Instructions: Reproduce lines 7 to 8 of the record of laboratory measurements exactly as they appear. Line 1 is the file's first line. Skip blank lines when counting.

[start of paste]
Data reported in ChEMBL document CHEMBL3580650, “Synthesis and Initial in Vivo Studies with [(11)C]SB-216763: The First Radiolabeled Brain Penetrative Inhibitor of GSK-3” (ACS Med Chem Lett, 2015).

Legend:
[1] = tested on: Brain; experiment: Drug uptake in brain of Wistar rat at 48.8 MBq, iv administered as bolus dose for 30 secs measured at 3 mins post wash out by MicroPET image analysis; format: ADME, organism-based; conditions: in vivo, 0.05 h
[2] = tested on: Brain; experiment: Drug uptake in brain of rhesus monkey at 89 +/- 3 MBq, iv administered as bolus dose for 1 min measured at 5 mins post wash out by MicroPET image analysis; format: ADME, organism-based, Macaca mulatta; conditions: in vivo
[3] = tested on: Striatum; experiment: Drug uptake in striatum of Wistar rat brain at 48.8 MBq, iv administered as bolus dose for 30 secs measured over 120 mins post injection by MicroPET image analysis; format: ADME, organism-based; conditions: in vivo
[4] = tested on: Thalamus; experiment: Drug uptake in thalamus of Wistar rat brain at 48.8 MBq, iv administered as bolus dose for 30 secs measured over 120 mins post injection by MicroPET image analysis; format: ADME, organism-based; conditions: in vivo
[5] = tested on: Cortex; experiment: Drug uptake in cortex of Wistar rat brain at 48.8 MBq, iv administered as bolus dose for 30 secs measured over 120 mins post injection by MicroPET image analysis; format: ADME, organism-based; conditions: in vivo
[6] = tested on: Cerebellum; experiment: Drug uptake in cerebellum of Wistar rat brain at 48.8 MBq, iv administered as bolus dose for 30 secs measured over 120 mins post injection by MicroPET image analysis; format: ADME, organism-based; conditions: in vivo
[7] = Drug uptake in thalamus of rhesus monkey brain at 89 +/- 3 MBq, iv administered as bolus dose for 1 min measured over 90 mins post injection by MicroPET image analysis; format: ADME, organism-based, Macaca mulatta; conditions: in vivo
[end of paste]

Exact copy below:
[5] = tested on: Cortex; experiment: Drug uptake in cortex of Wistar rat brain at 48.8 MBq, iv administered as bolus dose for 30 secs measured over 120 mins post injection by MicroPET image analysis; format: ADME, organism-based; conditions: in vivo
[6] = tested on: Cerebellum; experiment: Drug uptake in cerebellum of Wistar rat brain at 48.8 MBq, iv administered as bolus dose for 30 secs measured over 120 mins post injection by MicroPET image analysis; format: ADME, organism-based; conditions: in vivo